What is the Canadian Content of social TV? From Search to Screen has looked at the larger picture of using social media and the second screen to engage with friends around TV shows, but how and what is Canada doing? This issue takes a closer look at how the major television networks and home grown series are leveraging social TV and the online conversations it makes possible.
Current Social TV Statistics
I reported on some social TV statistics six months ago, but a new report just released by Viacom sheds even more light on how viewers are engaging. This report shows the top three social TV activities can be categorized as follows:
- Communicating (56% of survey respondents prefer using a social TV app to communicate and smartphones dominate the use of apps at 82%);
- Consuming content (The most desired content is full-length episodes – 88%, followed by sneak peeks of new episodes – 75%, behind-the-scenes extras – 71%, and highlight clips – 71%. And the majority of TV socializers are interested in rewards with real value, like free merchandise or signed cast photos);
- Checking comments (Viewers want to hear most from a show’s cast and crew, followed by the people they know. They look for authenticity and prefer the stars to be in character).
(Note: Although the content point above is interesting, I don’t feel this really qualifies as “social” as it is not truly facilitating or engaging in the conversation that is at the heart of the social TV experience. This speaks more to mobile than social.) The study also shows that (not surprisingly) these activities were twice as likely to happen during live TV rather than time-shifted viewing. Social TV fans reported feeling “left out” of the conversation if they missed the original synchronous broadcast. Interestingly, the study found the leading source of discovery for social TV services is through search (38%), followed by social networks (26%) and ads run on shows (22%). For the purpose of this analysis I will focus on the communications aspect above, as I believe that is where the second screen experience truly exemplifies “social” TV.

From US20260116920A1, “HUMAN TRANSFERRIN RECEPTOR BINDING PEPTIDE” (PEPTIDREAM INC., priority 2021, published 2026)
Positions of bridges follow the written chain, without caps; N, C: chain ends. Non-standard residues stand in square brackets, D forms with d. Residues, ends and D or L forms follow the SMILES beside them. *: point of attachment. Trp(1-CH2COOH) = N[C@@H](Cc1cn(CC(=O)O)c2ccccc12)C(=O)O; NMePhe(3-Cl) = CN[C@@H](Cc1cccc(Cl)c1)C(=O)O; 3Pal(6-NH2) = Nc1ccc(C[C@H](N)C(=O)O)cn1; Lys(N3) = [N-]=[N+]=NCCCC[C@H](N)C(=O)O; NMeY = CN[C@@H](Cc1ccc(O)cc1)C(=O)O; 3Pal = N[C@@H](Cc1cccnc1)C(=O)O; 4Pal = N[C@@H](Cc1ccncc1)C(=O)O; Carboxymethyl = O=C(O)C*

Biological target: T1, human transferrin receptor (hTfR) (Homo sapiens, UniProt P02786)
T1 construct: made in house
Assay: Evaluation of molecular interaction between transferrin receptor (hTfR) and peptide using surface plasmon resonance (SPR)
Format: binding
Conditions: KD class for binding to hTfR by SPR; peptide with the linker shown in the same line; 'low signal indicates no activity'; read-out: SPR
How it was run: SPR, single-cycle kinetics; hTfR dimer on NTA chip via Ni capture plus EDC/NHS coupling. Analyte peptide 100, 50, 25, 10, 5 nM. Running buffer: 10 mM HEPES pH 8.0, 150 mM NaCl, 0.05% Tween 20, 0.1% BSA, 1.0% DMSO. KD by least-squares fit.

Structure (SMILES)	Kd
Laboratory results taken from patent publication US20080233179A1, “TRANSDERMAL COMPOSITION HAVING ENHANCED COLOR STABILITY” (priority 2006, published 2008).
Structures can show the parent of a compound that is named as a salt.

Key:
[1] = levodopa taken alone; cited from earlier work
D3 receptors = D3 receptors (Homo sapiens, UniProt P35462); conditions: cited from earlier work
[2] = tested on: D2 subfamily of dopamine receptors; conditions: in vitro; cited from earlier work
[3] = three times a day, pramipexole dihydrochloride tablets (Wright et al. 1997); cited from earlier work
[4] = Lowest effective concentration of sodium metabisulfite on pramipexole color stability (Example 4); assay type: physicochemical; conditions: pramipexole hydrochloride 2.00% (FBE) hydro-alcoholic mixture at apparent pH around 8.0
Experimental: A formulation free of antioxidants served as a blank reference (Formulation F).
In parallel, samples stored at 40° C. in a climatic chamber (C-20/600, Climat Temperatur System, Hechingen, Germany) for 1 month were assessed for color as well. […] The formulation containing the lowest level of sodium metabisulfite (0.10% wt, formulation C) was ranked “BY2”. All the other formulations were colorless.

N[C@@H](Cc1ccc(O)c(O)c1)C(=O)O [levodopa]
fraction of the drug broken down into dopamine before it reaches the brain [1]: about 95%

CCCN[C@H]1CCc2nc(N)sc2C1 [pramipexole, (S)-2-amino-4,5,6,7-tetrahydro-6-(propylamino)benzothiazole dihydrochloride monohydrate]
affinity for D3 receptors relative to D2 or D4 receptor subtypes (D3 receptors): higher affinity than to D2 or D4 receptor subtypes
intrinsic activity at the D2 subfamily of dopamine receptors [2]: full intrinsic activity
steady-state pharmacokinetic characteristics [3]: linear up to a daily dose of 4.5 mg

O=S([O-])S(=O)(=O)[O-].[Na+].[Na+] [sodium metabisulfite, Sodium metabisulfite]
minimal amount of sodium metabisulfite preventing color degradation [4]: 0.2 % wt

The Canadian Social TV Audience
In Canada, the television viewing audience is made up of 33.6 million people in over 40 markets and in almost 14 million households. A recent study shows that 35% of Canadians have accessed online content related to TV programming they were watching at the time (up from 31% in 2010) and among those respondents social media sites such as Facebook were accessed by 42% (up from 26% in 2010). This means that almost 12 million people in this country are engaged in social TV activities. This is a significant and important television audience (although adoption of this behaviour seems to be slower here than in the UK and US). How are Canadian TV networks and series making the most of this audience?
Canadian Broadcasters & Social TV
Seevibes recently did a survey of social media use by major Canadian broadcasters. In the English market they looked at CTV, CBC, Global and Citytv. They produced an infographic on Twitter vs. Facebook use for each broadcaster and its top four shows during the month of April 2012:
I was especially interested in how this interaction skewed for the CanCon shows: On CTV only Canadian Flashpoint made the top four and skews almost exclusively to Twitter; on CBC fiction series Heartland and Republic of Doyle conversations lived mostly on Facebook, while non-fiction Dragon’s Den and Fifth Estate skewed strongly for Twitter; Global seems to favour Twitter for all its shows including Entertainment Tonight Canada; and Citytv’s Canada’s Got Talent also mostly engaged on Twitter. These show conversations are happening beyond any apps, and as the Viacom study above shows apps are still one of the favourite ways for social TV enthusiasts to engage with their favourite shows and fellow audience members.